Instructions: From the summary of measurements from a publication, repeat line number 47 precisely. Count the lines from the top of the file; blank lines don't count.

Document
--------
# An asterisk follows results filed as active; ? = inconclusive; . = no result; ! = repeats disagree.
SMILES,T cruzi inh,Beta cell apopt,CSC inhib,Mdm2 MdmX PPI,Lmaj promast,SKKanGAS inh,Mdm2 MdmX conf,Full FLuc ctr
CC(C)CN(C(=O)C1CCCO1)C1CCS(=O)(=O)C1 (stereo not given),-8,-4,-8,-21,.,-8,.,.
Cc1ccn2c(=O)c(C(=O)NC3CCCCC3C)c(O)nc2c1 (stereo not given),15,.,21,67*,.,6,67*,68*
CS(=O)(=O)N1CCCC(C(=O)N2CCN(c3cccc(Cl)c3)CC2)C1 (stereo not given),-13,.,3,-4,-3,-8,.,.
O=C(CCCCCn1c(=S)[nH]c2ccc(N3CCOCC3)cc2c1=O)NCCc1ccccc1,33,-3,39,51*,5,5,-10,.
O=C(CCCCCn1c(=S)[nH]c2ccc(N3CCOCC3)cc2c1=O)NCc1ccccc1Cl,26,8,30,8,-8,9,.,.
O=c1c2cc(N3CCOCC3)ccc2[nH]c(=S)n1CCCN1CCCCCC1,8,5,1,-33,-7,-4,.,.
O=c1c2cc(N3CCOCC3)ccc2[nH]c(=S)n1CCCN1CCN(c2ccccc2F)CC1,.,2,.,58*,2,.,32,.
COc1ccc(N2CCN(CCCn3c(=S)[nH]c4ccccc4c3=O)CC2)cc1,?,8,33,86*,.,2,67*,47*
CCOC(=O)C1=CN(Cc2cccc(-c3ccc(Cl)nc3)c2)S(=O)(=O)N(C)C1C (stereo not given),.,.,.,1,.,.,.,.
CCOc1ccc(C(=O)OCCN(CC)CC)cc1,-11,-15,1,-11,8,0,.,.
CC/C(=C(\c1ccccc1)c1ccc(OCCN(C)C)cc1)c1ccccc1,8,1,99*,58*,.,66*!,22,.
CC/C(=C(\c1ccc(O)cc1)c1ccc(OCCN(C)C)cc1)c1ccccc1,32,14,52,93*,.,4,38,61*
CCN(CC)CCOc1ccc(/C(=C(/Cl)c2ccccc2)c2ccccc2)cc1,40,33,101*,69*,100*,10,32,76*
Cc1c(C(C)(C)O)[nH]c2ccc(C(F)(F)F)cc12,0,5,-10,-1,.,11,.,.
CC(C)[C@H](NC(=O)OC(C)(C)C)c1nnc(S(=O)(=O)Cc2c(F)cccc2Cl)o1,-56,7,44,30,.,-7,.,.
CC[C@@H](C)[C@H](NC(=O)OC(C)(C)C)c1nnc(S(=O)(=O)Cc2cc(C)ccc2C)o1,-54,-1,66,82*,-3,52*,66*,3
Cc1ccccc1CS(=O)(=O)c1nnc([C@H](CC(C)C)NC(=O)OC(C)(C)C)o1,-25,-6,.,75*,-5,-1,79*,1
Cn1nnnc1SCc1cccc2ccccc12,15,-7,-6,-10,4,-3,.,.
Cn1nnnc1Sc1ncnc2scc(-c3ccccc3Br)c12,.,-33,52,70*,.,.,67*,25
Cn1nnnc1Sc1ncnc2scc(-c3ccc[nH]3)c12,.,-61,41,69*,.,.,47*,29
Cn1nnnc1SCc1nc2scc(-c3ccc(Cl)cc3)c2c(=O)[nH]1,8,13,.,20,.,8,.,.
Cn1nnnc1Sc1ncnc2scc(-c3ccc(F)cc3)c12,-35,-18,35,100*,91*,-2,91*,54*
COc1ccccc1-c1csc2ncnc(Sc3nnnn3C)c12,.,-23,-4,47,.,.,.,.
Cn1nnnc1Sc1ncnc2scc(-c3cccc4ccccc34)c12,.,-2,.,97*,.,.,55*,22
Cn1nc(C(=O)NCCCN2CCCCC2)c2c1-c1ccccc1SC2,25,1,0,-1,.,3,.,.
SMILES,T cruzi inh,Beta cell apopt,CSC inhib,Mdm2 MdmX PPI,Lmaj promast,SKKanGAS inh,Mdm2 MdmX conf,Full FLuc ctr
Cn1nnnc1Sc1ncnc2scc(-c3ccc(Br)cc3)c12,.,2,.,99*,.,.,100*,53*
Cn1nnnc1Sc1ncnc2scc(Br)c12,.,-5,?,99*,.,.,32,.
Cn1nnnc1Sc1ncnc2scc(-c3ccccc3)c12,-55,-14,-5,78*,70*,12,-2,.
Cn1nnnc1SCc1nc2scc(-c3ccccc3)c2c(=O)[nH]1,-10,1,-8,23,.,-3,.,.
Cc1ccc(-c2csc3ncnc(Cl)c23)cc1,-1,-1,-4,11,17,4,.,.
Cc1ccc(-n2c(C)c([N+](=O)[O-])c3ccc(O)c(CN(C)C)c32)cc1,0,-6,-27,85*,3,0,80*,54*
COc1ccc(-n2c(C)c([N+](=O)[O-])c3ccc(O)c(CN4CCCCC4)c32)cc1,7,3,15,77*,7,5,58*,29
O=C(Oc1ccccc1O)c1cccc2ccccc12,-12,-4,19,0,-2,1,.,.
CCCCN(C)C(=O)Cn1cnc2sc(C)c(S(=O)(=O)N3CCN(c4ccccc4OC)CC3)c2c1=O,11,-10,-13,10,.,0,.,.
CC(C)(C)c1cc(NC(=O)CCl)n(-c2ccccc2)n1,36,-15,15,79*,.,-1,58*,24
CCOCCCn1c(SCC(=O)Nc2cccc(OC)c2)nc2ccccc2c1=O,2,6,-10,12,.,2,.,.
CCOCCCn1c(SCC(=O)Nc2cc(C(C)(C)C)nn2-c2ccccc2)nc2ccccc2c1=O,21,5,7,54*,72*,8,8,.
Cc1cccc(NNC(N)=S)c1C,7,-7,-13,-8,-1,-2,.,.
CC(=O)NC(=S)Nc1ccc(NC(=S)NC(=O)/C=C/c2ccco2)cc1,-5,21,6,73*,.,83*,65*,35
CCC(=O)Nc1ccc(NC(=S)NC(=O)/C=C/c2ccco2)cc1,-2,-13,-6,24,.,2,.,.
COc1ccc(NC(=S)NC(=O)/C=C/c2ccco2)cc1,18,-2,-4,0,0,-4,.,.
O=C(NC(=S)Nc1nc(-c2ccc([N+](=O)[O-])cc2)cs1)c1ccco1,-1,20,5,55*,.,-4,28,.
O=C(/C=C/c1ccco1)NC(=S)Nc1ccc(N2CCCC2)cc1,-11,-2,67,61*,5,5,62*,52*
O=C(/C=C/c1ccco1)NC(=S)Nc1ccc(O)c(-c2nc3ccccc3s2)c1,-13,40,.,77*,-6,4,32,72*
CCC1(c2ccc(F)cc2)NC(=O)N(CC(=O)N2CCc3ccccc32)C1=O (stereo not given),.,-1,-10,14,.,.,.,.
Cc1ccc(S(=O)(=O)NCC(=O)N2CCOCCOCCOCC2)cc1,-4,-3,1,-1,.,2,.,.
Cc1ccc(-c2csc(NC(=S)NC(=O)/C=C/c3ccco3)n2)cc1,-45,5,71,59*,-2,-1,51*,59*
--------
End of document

O=C(/C=C/c1ccco1)NC(=S)Nc1ccc(O)c(-c2nc3ccccc3s2)c1,-13,40,.,77*,-6,4,32,72*